In the year following South Africa's first democratic elections, the Truth and Reconciliation Commission was established to investigate human rights abuses committed under the apartheid regime. Presided over by God's own diplomat, Archbishop Desmond Tutu, the first hearings of the commission were held in April 1996. During the following two years of hearings, South Africans were daily exposed to revelations and public testimony about their traumatic past, and--like the world that looked on--continued to discover that the relationship between truth and reconciliation is far more complex than they had ever imagined.
Antjie Krog, a prominent South African poet and journalist, led the South African Broadcasting Corporation team that for two years reported daily on the hearings. Extreme forms of torture, abuse, and state violence were the daily fare of the Truth Commission. Many of those involved with its proceedings, including Krog herself, suffered personal stresses--ill health, mental breakdown, dissolution of relationships--in the face of both the relentless onslaught of the truth and the continuing subterfuges of unrelenting perpetrators. Like the Truth Commission itself, Country of My Skull gives central prominence to the power of the testimony of the victims, combining a journalist's reportage skills with the poet's ability to give voice to stories previously unheard. --Rachel Holmes --This text refers to an out of print or unavailable edition of this title.
This wrenching book tells the vital story of South Africa's Truth and Reconciliation Commission (TRC), the body charged with exploring human rights violations in the apartheid past and with recommending amnesty and reparations. Krog, a poet who covered the TRC's two years of hearings as a radio reporter, presents a national (and personal) process of catharsis, cobbling together transcripts of testimony, reportage and personal meditations. The TRC, headed by Archbishop Desmond Tutu, gave voice to the anguished, often eloquent stories of numerous victims of apartheid, most?but not all?of whom were black. It put faces on stealthy killers and torturers seeking amnesty. And while it exposed the evil of the apartheid state, it did not ignore the dirty hands of Nelson Mandela's African National Congress or of his ex-wife, Winnie. Krog?who, like some other journalists covering the TRC, experienced psychological strain?presents Tutu and the TRC as heroic. While her partisanship is mostly excusable, this book has other flaws: published last year in South Africa, it lacks analysis of the TRC's October 1998 report and recommendations. More troubling are Krog's somewhat muddled meditations on the slippery nature of truth and narrative and her implication that small falsehoods are permissible?even necessary?for the discernment of a larger truth. While Country of My Skull shows evidence of an enduring racial divide, its ultimate hopefulness counterpoints Rian Malan's powerfully pessimistic My Traitor's Heart (1990). In both books, Afrikaner authors, members of the tribe that instituted apartheid, seek a place in their tortured, beloved country.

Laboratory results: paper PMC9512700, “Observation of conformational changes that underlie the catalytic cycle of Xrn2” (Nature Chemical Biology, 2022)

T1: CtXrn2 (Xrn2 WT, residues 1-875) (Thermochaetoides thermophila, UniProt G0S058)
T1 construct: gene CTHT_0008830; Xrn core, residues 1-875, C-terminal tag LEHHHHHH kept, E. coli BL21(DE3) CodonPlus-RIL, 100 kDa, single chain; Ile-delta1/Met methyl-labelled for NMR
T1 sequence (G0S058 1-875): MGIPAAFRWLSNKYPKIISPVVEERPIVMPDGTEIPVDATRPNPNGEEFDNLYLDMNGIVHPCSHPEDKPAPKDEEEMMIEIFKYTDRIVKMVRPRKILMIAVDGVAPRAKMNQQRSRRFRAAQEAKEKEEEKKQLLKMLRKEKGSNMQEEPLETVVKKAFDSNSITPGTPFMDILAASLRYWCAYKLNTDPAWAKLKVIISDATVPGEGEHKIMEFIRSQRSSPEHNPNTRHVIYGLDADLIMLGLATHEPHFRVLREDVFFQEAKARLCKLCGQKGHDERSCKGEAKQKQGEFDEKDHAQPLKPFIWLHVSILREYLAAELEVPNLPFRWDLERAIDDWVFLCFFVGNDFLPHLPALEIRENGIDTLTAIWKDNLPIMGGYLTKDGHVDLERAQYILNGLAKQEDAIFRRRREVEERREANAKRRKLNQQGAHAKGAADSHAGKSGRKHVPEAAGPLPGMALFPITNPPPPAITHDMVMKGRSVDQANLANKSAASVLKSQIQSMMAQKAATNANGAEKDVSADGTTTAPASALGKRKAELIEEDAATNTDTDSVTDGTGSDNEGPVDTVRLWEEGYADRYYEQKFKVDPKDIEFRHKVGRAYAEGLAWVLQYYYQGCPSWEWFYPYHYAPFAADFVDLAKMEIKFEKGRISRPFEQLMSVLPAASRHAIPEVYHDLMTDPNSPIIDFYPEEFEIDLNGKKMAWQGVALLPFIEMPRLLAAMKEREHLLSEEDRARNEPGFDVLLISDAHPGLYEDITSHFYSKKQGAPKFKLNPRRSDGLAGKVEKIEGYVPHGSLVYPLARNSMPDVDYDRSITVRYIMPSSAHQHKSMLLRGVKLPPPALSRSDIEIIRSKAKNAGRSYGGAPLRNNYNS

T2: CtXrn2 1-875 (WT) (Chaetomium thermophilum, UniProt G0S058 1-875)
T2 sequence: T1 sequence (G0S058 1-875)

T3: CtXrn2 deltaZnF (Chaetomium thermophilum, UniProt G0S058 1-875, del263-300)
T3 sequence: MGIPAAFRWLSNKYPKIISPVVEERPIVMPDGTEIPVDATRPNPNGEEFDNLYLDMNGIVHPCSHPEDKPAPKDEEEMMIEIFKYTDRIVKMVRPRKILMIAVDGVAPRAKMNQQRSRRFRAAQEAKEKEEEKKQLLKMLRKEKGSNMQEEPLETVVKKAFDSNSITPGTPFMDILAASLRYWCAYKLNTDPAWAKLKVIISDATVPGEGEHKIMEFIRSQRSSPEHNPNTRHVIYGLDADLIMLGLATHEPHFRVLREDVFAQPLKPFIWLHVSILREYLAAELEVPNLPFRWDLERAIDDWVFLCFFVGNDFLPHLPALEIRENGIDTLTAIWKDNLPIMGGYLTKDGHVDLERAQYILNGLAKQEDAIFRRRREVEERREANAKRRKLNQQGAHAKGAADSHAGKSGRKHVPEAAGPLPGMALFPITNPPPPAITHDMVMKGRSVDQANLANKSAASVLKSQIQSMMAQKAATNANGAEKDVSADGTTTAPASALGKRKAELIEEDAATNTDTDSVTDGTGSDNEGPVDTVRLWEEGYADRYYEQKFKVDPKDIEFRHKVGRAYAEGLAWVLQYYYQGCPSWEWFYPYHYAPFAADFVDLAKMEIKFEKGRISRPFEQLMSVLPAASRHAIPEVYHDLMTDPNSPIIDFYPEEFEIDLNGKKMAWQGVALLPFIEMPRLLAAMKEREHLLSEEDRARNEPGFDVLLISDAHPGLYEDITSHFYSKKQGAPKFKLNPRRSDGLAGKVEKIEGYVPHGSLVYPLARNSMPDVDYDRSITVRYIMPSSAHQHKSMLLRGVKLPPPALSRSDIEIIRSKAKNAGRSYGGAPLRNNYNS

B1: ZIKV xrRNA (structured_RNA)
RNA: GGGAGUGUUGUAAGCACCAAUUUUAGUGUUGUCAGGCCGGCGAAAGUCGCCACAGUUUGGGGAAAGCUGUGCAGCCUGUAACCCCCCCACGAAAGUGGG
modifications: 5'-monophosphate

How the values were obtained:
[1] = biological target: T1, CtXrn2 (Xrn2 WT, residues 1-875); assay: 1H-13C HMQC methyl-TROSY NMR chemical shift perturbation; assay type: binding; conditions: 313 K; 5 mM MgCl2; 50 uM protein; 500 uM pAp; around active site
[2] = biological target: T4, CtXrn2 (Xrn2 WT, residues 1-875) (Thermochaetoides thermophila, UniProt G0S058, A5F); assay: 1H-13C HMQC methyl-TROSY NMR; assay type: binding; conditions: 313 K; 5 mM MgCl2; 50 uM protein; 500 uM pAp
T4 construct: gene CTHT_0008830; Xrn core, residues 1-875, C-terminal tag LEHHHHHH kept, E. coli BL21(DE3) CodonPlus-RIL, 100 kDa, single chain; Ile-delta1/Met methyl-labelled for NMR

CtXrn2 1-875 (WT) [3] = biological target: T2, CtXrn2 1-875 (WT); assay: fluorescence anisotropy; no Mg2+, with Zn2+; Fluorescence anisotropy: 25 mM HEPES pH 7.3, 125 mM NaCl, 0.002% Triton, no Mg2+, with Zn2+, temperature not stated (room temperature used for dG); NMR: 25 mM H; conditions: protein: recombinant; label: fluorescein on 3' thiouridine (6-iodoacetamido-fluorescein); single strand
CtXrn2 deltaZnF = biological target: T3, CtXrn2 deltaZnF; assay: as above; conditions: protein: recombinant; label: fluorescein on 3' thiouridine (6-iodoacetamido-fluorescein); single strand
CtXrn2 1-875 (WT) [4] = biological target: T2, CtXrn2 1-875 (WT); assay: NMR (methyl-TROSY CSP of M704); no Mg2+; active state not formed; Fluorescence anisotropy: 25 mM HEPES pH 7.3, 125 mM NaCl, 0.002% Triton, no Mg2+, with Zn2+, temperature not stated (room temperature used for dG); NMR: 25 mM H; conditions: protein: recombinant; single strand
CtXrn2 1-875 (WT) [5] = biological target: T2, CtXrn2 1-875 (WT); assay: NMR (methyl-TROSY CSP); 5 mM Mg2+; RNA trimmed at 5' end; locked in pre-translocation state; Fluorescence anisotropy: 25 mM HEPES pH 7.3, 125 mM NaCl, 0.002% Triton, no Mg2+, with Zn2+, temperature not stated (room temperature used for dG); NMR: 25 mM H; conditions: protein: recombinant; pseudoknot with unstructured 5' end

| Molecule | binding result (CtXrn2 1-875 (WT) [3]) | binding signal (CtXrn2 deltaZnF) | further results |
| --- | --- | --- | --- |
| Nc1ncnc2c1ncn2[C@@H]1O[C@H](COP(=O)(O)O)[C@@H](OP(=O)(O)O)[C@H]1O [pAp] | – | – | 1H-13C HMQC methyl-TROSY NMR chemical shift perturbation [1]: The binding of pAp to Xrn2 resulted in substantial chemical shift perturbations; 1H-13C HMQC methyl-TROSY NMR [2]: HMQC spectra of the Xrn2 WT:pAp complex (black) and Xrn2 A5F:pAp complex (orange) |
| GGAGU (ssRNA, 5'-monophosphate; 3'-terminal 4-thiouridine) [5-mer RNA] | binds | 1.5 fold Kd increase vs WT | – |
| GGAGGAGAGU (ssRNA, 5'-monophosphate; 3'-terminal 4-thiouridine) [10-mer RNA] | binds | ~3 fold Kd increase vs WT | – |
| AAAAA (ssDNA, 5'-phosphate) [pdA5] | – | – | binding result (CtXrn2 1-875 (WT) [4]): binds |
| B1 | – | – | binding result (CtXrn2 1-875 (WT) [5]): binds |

Copyright 1999 Reed Business Information, Inc. --This text refers to an out of print or unavailable edition of this title.
Extraordinary true life story with fact based information about Truth and Reconciliation in South Africa. Read morePublished 3 months ago by ross lane
Difficult but very important read. Great perspective since it is written by a journalist that was covering the Truth and Reconciliation Commission. Read morePublished 6 months ago by Steve Russell
South Africa's Truth and Reconciliation Commission has been the finest if most supremely difficult exercise in healing a deeply wounded and divided country. Read morePublished 16 months ago by Stephen Moody
I read this book over 10 years ago, purchased after a delightful 2 weeks in the country. Only a few years after the fall of Apartheid and Mandela's election, the country seemed so... Read morePublished on December 19, 2010 by Brandon A. Nordin
Excellent book regarding what went on in South Africa during the ending of apartheid. Very educational and interesting.Published on January 26, 2009 by Amazon Customer
Antjie Krog is a South African writer and poet who covered the South African Truth and Reconciliation commission hearings. Read morePublished on January 7, 2008 by frumiousb
A. Krog writes an amazing piece revolving around the events pertinent to the Truth and Reconciliation Commission and the emergence of the African National Congress in the politics... Read morePublished on August 23, 2007 by hobbestyger
Antjie Krog writes with a poet's power of observation both with inner feelings as well as to witness the outer complexities of people's pain and truth. Read morePublished on March 8, 2007 by C. J. Jones